Spain's transport minister, Raquel Sánchez, speaking on Tuesday. | J .J. Guillen


Spain's transport minister, Raquel Sánchez, has announced that the Spanish government will present its proposal "in a few months" to implement payment systems for high-capacity roads as from 2024. Speaking after Tuesday's cabinet meeting, Sánchez said that studies are already being carried out to determine which system will be implemented. She stressed that there will be "fair, rigorous and sustainable" pricing.

Sergio Vázquez, the government's secretary general for infrastructure, asked that this payment should not be referred to as a toll. Analysis is to be made of the "most appropriate mechanism and how to price it". This is a process that will entail significant technological development and legal changes. In essence, though, he explained that those who use roads the most should contribute most to the cost of maintaining roads. For 2021, 1,400 million euros have been allocated to road maintenance.

"We would be irresponsible if we did not propose this reform," Vázquez stressed. The aims are to ensure that roads are in good condition and that there is also an "environmentally sustainable transport system".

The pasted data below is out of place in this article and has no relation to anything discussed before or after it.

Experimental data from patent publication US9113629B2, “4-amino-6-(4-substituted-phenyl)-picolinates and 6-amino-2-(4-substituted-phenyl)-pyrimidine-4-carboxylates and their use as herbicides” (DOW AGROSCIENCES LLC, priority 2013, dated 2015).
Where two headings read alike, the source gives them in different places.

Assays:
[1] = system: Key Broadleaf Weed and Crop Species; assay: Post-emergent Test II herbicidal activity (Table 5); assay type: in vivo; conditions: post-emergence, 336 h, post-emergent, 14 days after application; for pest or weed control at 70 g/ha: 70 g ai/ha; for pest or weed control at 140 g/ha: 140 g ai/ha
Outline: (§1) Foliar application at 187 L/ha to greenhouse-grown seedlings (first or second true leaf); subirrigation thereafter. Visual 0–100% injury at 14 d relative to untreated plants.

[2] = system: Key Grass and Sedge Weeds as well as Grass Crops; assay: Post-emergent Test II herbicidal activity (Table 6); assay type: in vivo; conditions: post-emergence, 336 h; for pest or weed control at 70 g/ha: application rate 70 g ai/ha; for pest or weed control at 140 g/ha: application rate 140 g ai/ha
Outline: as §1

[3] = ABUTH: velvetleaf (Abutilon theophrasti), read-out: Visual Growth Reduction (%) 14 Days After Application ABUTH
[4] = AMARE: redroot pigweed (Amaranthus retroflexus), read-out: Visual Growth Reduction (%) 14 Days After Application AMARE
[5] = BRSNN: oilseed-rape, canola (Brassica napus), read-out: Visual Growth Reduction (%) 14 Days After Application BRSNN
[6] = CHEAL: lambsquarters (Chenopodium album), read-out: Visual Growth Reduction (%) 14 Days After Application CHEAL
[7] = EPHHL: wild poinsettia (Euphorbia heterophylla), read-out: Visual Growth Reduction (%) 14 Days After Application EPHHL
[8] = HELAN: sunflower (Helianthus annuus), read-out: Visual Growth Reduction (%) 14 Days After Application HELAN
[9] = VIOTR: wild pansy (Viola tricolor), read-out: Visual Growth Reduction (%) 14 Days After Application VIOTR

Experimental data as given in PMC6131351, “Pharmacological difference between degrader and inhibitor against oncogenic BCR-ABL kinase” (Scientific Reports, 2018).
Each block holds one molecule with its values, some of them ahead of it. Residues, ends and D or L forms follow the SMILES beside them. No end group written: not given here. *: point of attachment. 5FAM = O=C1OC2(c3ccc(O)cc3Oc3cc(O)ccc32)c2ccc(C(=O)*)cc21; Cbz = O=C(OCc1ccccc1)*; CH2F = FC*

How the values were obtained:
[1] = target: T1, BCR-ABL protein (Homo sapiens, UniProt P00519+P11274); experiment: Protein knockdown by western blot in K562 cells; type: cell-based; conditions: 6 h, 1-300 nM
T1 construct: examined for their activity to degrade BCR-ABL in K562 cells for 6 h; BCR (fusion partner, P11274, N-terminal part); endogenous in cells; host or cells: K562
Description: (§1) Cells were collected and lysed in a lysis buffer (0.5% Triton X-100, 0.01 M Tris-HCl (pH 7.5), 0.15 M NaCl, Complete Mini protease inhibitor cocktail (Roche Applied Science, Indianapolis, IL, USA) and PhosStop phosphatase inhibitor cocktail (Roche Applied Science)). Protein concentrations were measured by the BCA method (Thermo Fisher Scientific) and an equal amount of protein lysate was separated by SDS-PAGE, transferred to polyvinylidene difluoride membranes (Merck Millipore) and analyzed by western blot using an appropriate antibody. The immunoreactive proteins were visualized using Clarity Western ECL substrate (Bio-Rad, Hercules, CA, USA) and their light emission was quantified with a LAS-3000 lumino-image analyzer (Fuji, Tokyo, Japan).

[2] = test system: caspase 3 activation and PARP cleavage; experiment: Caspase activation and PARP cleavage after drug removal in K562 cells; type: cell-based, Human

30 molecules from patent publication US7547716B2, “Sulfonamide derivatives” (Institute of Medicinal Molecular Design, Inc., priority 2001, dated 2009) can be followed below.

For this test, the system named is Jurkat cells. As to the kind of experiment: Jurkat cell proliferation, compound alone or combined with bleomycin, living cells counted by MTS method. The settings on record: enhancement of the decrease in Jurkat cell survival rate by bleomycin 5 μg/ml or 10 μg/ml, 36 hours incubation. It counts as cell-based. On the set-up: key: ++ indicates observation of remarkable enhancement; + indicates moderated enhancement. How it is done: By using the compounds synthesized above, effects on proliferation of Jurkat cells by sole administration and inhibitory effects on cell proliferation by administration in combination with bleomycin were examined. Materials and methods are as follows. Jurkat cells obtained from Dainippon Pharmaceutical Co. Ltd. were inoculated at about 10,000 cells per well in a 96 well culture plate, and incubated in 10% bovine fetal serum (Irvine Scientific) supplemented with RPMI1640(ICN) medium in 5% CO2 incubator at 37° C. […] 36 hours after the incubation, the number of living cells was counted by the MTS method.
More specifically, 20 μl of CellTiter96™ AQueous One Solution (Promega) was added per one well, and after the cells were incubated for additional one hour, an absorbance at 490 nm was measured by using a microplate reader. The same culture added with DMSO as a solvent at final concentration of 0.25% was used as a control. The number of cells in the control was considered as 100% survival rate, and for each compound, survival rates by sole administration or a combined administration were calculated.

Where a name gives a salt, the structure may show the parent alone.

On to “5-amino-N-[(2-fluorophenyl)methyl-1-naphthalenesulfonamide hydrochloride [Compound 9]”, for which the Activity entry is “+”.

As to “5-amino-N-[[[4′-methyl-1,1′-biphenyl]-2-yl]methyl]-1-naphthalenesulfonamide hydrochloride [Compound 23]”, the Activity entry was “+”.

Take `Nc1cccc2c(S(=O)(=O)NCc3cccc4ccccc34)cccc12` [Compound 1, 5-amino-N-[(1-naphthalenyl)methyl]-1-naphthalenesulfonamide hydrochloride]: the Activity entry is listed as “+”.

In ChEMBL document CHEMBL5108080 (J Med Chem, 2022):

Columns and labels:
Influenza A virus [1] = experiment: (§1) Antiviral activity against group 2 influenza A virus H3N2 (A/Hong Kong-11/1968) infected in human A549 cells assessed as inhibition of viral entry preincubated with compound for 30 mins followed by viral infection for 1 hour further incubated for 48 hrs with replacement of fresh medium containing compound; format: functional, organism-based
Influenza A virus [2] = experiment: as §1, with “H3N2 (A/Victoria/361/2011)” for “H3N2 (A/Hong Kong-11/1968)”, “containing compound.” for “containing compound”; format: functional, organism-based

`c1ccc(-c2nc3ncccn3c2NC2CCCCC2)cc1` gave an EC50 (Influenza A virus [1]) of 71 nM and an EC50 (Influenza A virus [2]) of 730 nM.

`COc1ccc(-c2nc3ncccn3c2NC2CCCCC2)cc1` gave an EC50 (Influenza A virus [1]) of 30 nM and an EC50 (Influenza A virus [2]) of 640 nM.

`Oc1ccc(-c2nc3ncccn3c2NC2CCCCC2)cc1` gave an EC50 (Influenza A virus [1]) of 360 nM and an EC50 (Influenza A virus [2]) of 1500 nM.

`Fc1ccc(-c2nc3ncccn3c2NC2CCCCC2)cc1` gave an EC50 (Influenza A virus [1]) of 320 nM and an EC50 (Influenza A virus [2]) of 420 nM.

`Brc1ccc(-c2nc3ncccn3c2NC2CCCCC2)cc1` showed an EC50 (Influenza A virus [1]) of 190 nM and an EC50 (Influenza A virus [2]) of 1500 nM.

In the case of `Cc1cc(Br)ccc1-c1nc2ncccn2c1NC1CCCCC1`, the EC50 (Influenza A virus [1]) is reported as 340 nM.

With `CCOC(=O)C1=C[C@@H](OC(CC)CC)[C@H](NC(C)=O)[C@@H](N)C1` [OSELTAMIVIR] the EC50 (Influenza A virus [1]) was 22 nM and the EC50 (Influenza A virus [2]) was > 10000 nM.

Much opposition was raised when the previous transport minister, José Luis Ábalos, aired the idea a few months ago. But the government has given its commitment to Brussels to adopt a new system of 'pay per use' on the roads from 2024. This is within the framework of all the European funds that Spain is to receive for economic recovery from the pandemic.

Criticism was particularly fierce in Mallorca, where the Council of Mallorca and the Balearic government made a point of stressing that roads would be free. This was in the aftermath of the elimination of the Soller Tunnel toll.

But Vázquez insists that "the model that our entire road network should be free is not something that happens in Europe" and so he firmly defends the need to undertake a reform that introduces pricing.